Dentist Infection Control

Florida Infection Control Consulting Services Blog

Nov 17, 2016

CDC Identifies Antimicrobial Stewardship Program for University of Miami and Jackson Memorial Hospitals as Model

The week of November 14-20, 2016, has been designated by the Centers for Disease Control and Prevention (CDC) as "Get Smart About Antibiotics Week." This annual one-week observance is intended to raise awareness of antibiotic resistance and the importance of appropriate antibiotic prescribing and use.

As the CDC reports, at least 30% of antibiotics prescribed in hospital clinic, doctor's offices and emergency departments are unnecessary. This equates to 47 million unnecessary prescriptions written in those settings. Each year in the United States, at least 2 million people become infected with bacteria resistant to antibiotics and at least 23,000 people die as a direct result of the infections.

Such statistics emphasize the need for organizations to develop and maintain antimicrobial stewardship (AMS) programs. As of 2015, about 50% of all hospitals had instituted an AMS program. The White House issued a "National Action Plan to Combat Antibiotic-Resistant Bacteria" in 2015, which included a goal of 100% of hospitals establishing an AMS program by 2020.

CDC provides links to a few websites of hospital AMS programs throughout the country to serve as examples intended to assist organizations with developing their own AMS programs. Included is a link to the AMS program website for the University of Miami and Jackson Memorial Hospitals.

The program is named "GotaBug." The following are steps the program advises hospital staff members to take to help reduce antimicrobial resistance:
  • Take an antibiotic "Time Out" as part of your daily rounds
  • Reassess antimicrobial therapy based on cultures and susceptibilities
  • Pick the correct drug, dose and duration
  • De-escalate broad spectrum antimicrobials whenever possible
  • Stop antimicrobials when no longer needed
  • Get your annual flu shots
  • Wash your hands

Florida-based infection control consultant Phenelle Segal, RN, CIC, president and founder of Infection Control Consulting Services (ICCS), and the ICCS team of consultants assist healthcare organizations with the development of AMS programs as part of their ongoing effort to preventing infections. To learn about how ICCS can help your organization, contact ICCS.

Oct 31, 2016

The Role of Personal Protective Equipment in Infection Prevention History

Phenelle Segal, RN, CIC, president of Infection Control Consulting Services (ICCS), has contributed a new column to Infection Control Today on personal protective equipment (PPE).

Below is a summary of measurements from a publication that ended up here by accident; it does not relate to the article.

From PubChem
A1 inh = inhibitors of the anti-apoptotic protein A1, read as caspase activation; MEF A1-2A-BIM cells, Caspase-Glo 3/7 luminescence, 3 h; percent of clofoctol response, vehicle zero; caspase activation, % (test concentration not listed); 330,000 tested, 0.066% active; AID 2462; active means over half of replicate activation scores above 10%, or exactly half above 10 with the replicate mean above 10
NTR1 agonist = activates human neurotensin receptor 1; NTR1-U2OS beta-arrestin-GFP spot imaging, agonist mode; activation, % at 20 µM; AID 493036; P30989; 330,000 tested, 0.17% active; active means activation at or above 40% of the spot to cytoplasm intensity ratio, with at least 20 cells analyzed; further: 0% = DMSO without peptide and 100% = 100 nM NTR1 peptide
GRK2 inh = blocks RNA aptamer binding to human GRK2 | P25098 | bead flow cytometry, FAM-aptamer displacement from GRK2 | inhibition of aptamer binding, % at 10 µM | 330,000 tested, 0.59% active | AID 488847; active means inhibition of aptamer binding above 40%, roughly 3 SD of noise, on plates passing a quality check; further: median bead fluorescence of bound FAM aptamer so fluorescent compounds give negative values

Topics discussed in the column include:
  • Early uses of PPE
  • Guidelines concerning their use
  • PPE in the 21st century
  • Evolution of PPE across the continuum of care
  • Special circumstances for PPE use, specifically Ebola
  • Recent controversies in the surgery setting concerning proper surgical attire

To access the article, click here.

ICCS is a Florida-based provider of infection control consulting for surgery centers, dental offices and many other types of healthcare organizations. Services provided by the ICCS team, led by Phenelle, including developing, implementing and maintaining evidence-based infection prevention and control programs as well as providing educational programs to meet client needs.

Oct 26, 2016

Zika Virus Detected in Blood Donated in Florida

Blood donated and screened in Florida has tested positive for the Zika virus, according to multiple news reports.

This is the only positive Florida test result for donated blood to date. The donation never entered the blood supply.

OneBlood, a blood center serving most of Florida and parts of other states, has tested a sample of every Florida donor's blood for several months.

The American Red Cross announced earlier in the year that it was also conducting blood donor screening.

In its October 24 Zika update, the Florida Department of Health provided the following breakdown of non-travel and travel-related Zika infections to-date in the state:
  • Travel-related infections of Zika — 752
  • Non-travel-related infections of Zika — 169
  • Infections involving pregnant women — 113
  • Out-of-state cases (not Florida residents) — 19
  • Undetermined — 5
  • Total — 1,058
In August, the U.S. Food & Drug Administration recommended universal testing of donated whole blood and blood components for Zika virus in the United States and its territories.